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Black Opals: A Rare and Mysterious Jewel

Samuel Mee |

Black opals are hard to come across as they are only known to develop in one location: Australia. In fact, the town of Lightning Ridge produces the majority of the opals discovered on the continent. But what exactly are black opals and why are they so precious? 

What are black opals? 

So what gives black opals their distinguishable hue? Black opals are formed from is layers of hydrated silica with a water content ranging from 6% to 21%.  The stacks form a perfect cubic structure that diffracts light and emits a flaming display of bright hues, which we call "play of colour."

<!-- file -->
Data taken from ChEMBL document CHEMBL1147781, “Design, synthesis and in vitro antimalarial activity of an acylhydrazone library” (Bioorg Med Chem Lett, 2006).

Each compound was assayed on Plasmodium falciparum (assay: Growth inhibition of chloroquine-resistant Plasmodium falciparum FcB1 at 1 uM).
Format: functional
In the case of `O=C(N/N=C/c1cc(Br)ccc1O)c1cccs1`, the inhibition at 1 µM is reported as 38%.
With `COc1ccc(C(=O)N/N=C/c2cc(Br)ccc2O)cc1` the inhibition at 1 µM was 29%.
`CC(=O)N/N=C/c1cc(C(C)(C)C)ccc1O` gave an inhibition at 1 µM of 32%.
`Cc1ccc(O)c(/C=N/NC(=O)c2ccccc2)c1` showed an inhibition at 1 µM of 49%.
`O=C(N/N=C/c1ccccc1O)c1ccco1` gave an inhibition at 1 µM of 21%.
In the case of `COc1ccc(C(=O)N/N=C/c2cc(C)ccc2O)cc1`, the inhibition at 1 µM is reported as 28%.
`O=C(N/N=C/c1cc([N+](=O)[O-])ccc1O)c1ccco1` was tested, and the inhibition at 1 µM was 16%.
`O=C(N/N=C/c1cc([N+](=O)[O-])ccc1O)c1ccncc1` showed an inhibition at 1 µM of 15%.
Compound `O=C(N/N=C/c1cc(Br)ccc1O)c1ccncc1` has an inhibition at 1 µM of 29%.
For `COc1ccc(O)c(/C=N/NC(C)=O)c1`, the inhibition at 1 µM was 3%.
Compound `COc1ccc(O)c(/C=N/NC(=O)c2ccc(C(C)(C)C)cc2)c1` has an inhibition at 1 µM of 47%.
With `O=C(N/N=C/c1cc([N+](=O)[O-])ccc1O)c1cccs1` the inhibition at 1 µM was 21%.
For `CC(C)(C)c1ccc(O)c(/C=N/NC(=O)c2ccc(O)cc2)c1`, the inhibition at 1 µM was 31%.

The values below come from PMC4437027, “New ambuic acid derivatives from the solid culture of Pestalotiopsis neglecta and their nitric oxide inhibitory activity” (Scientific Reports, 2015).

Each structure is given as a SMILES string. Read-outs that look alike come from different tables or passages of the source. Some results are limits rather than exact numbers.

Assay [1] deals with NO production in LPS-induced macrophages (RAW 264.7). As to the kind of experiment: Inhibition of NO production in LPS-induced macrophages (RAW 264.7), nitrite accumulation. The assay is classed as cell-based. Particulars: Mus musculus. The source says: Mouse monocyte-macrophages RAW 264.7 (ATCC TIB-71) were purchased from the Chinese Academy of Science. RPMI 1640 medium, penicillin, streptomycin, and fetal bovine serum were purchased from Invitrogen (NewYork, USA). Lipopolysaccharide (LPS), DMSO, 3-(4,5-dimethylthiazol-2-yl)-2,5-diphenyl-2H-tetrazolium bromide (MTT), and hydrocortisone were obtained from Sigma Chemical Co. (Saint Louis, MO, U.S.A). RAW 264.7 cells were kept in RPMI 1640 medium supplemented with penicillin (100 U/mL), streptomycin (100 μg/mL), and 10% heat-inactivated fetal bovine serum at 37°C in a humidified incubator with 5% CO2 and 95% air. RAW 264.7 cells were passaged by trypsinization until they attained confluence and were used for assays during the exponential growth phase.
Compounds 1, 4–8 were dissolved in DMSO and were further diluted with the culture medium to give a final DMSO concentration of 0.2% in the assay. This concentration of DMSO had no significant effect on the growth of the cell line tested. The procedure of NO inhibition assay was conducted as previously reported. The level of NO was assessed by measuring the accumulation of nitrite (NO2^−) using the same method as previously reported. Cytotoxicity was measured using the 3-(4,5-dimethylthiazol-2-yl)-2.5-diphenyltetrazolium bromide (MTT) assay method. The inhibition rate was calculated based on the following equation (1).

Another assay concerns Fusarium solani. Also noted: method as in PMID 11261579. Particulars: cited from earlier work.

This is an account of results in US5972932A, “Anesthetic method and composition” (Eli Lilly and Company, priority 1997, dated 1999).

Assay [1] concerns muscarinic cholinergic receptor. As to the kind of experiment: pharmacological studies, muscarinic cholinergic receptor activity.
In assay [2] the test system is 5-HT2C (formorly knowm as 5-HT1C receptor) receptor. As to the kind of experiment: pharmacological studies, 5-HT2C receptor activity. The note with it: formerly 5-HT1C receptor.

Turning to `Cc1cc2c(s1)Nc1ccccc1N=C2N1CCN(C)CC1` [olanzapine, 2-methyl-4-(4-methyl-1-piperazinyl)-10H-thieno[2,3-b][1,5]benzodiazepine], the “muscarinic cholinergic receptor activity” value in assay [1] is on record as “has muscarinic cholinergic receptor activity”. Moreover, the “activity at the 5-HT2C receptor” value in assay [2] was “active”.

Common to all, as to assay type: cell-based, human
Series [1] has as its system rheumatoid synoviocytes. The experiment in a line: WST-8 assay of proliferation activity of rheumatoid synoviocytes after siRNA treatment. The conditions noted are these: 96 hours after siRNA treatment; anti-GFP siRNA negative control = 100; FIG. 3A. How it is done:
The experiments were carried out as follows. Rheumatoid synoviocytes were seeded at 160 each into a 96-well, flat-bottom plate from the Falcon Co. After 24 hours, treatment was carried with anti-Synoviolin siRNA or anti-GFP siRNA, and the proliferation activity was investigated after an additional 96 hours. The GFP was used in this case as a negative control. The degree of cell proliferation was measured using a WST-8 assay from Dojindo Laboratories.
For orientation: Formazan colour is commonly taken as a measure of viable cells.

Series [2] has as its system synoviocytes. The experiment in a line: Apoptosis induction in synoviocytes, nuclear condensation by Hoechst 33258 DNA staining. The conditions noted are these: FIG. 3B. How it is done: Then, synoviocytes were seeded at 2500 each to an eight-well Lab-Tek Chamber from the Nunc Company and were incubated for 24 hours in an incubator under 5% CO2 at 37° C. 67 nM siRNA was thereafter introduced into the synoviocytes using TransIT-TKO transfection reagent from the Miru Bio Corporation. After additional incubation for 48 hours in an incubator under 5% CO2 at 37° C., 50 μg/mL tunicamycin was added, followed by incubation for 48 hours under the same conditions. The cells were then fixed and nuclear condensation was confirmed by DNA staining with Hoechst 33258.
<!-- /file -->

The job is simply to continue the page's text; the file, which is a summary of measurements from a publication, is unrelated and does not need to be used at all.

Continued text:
Black Opal Appearance 

Black opals, unlike more common opals, contain trace quantities of carbon and iron oxide, which contribute to the stone's remarkable blackness. The rainbow colours in a black opal shine out considerably stronger than in lighter opals due to their dark body tone.
Because of its vibrant colour, black opal is the most precious of all opals. A natural coating of potch (colourless opal) is frequently left on the back of a black opal, which can provide more blackness and brightness to the stone. The deeper the potch backing, the darker the body tone, which typically results in more colour vibrancy and a higher black opal rating.  

The rarity of black opal gemstones 

The remarkable colour combinations and patterns of black opal make it one of the most valuable forms of opal. While black opal is plentiful in the gemstone market, high-quality black opal is uncommon due to the stone's strong colour contrast between the dark body tone and rainbow flashes that gleam beautifully throughout the gemstone.


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